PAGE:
Moriarty, K. and S. Farrell, "Deprecating TLS 1.0 and TLS 1.1", BCP 195, RFC 8996, DOI 10.17487/RFC8996, , <>.
Rescorla, E., Tschofenig, H., and N. Modadugu, "The Datagram Transport Layer Security (DTLS) Protocol Version 1.3", RFC 9147, DOI 10.17487/RFC9147, , <>.
Velvindron, L., Moriarty, K., and A. Ghedini, "Deprecating MD5 and SHA-1 Signature Hashes in TLS 1.2 and DTLS 1.2", RFC 9155, DOI 10.17487/RFC9155, , <>.

9.2. Informative References

Brinkmann, M., Dresen, C., Merget, R., Poddebniak, D., Müller, J., Somorovsky, J., Schwenk, J., and S. Schinzel, "ALPACA: Application Layer Protocol Confusion - Analyzing and Mitigating Cracks in TLS Authentication", 30th USENIX Security Symposium (USENIX Security 21) , , <>.
Antipa, A., Brown, D. R. L., Menezes, A., Struik, R., and S. A. Vanstone, "Validation of Elliptic Curve Public Keys", Public Key Cryptography - PKC 2003 , .
Böck, H., Zauner, A., Devlin, S., Somorovsky, J., and P. Jovanovic, "Nonce-Disrespecting Adversaries: Practical Forgery Attacks on GCM in TLS", , <>.
CA/Browser Forum, "Baseline Requirements for the Issuance and Management of Publicly-Trusted Certificates Version 1.1.6", , <>.
Chung, T., Lok, J., Chandrasekaran, B., Choffnes, D., Levin, D., Maggs, B., Mislove, A., Rula, J., Sullivan, N., and C. Wilson, "Is the Web Ready for OCSP Must-Staple?", Proceedings of the Internet Measurement Conference 2018, DOI 10.1145/3278532.3278543, , <>.
Larisch, J., Choffnes, D., Levin, D., Maggs, B., Mislove, A., and C. Wilson, "CRLite: A Scalable System for Pushing All TLS Revocations to All Browsers", 2017 IEEE Symposium on Security and Privacy (SP), DOI 10.1109/sp.2017.17, , <>.
MITRE, "Common Vulnerabilities and Exposures", <>.
Dukhovni, V. and W. Hardaker, "SMTP Security via Opportunistic DNS-Based Authentication of Named Entities (DANE) Transport Layer Security (TLS)", RFC 7672, DOI 10.17487/RFC7672, , <>.
Finch, T., Miller, M., and P. Saint-Andre, "Using DNS-Based Authentication of Named Entities (DANE) TLSA Records with SRV Records", RFC 7673, DOI 10.17487/RFC7673, , <>.
Degabriele, J. and K. Paterson, "Attacking the IPsec Standards in Encryption-only Configurations", 2007 IEEE Symposium on Security and Privacy (SP '07), DOI 10.1109/sp.2007.8, , <>.
Barnes, R., Thomson, M., Pironti, A., and A. Langley, "Deprecating Secure Sockets Layer Version 3.0", RFC 7568, DOI 10.17487/RFC7568, , <>.
Aviram, N., Schinzel, S., Somorovsky, J., Heninger, N., Dankel, M., Steube, J., Valenta, L., Adrian, D., Halderman, J., Dukhovni, V., Käsper, E., Cohney, S., Engels, S., Paar, C., and Y. Shavitt, "DROWN: Breaking TLS using SSLv2", 25th USENIX Security Symposium (USENIX Security 16) , , <>.
Heninger, N., Durumeric, Z., Wustrow, E., and J. A. Halderman, "Mining Your Ps and Qs: Detection of Widespread Weak Keys in Network Devices", Usenix Security Symposium 2012, .
Fielding, R. T., Nottingham, M., and J. Reschke, "HTTP/1.1", Work in Progress, Internet-Draft, draft-ietf-httpbis-messaging-19, , <>.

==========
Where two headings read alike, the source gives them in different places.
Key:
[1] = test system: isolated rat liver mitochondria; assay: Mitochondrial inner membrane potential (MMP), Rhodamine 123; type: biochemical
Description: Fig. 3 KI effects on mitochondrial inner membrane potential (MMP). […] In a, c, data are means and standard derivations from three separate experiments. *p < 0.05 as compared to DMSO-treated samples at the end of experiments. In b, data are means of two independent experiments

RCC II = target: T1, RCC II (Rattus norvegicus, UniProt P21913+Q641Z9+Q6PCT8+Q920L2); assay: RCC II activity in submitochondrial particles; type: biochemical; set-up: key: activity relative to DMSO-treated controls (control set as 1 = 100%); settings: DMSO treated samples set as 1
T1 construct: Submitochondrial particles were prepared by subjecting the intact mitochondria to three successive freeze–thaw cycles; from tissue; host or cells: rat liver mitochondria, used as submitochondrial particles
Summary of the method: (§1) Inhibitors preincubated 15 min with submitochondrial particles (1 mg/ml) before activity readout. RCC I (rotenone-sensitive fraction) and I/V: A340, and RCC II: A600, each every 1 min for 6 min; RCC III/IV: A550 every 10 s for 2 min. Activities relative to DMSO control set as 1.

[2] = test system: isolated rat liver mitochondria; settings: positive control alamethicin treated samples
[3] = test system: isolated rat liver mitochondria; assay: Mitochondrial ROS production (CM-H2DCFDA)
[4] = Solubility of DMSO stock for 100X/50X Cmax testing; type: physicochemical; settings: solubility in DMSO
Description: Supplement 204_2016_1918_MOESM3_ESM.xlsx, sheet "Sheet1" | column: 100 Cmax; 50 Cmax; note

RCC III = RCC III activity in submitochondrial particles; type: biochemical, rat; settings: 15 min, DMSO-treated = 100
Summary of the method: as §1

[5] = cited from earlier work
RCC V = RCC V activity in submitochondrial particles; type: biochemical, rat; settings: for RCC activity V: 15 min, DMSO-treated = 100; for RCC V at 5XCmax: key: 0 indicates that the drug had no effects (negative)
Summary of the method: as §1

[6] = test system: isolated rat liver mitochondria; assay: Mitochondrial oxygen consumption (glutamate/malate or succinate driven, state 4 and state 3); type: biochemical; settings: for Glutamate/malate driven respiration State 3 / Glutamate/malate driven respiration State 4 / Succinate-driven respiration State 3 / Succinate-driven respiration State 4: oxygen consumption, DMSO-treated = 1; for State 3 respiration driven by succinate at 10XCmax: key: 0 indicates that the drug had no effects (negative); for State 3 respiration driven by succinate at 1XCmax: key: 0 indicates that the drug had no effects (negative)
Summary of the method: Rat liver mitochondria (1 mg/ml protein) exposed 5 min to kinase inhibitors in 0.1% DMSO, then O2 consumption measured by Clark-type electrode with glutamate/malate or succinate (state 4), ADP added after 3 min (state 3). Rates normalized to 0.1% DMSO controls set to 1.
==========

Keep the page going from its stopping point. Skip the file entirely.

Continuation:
Thomson, M. and C. Benfield, "HTTP/2", Work in Progress, Internet-Draft, draft-ietf-httpbis-http2bis-07, , <>.
Rescorla, E., Oku, K., Sullivan, N., and C. A. Wood, "TLS Encrypted Client Hello", Work in Progress, Internet-Draft, draft-ietf-tls-esni-14, , <>.
Tschofenig, H. and T. Fossati, "TLS/DTLS 1.3 Profiles for the Internet of Things", Work in Progress, Internet-Draft, draft-ietf-uta-tls13-iot-profile-04, , <>.
Günther, F., Thomson, M., and C. A. Wood, "Usage Limits on AEAD Algorithms", Work in Progress, Internet-Draft, draft-irtf-cfrg-aead-limits-04, , <>.
Mattsson, J. P., Thormarker, E., and S. Ruohomaa, "Deterministic ECDSA and EdDSA Signatures with Additional Randomness", Work in Progress, Internet-Draft, draft-mattsson-cfrg-det-sigs-with-noise-04, , <>.
IANA, "Transport Layer Security (TLS) Parameters", <>.
Jager, T., Schwenk, J., and J. Somorovsky, "Practical Invalid Curve Attacks on TLS-ECDH", European Symposium on Research in Computer Security (ESORICS) 2015 , .
Joux, A., "Authentication Failures in NIST version of GCM", , <>.
Kim, Y., Daly, R., Kim, J., Fallin, C., Lee, J. H., Lee, D., Wilkerson, C., Lai, K., and O. Mutlu, "Flipping Bits in Memory Without Accessing Them: An Experimental Study of DRAM Disturbance Errors", , <>.
Kleinjung, T., Aoki, K., Franke, J., Lenstra, A., Thomé, E., Bos, J., Gaudry, P., Kruppa, A., Montgomery, P., Osvik, D., te Riele, H., Timofeev, A., and P. Zimmermann, "Factorization of a 768-Bit RSA Modulus", Advances in Cryptology - CRYPTO 2010 pp. 333-350, DOI 10.1007/978-3-642-14623-7_18, , <>.
Smith, T., Dickinson, L., and K. Seamons, "Let's Revoke: Scalable Global Certificate Revocation", Proceedings 2020 Network and Distributed System Security Symposium, DOI 10.14722/ndss.2020.24084, , <>.
Adrian, D., Bhargavan, K., Durumeric, Z., Gaudry, P., Green, M., Halderman, J., Heninger, N., Springall, D., Thomé, E., Valenta, L., VanderSloot, B., Wustrow, E., Zanella-Béguelin, S., and P. Zimmermann, "Imperfect Forward Secrecy: How Diffie-Hellman Fails in Practice", Proceedings of the 22nd ACM SIGSAC Conference on Computer and Communications Security, DOI 10.1145/2810103.2813707, , <>.
Merkle, R. and M. Hellman, "On the security of multiple encryption", Communications of the ACM Vol. 24, pp. 465-467, DOI 10.1145/358699.358718, , <>.
Barker, E., Chen, L., Roginsky, A., Vassilev, A., and R. Davis, "Recommendation for pair-wise key-establishment schemes using discrete logarithm cryptography", National Institute of Standards and Technology report, DOI 10.6028/nist.sp.800-56ar3, , <>.
Paterson, K., Ristenpart, T., and T. Shrimpton, "Tag Size Does Matter: Attacks and Proofs for the TLS Record Protocol", Lecture Notes in Computer Science pp. 372-389, DOI 10.1007/978-3-642-25385-0_20, , <>.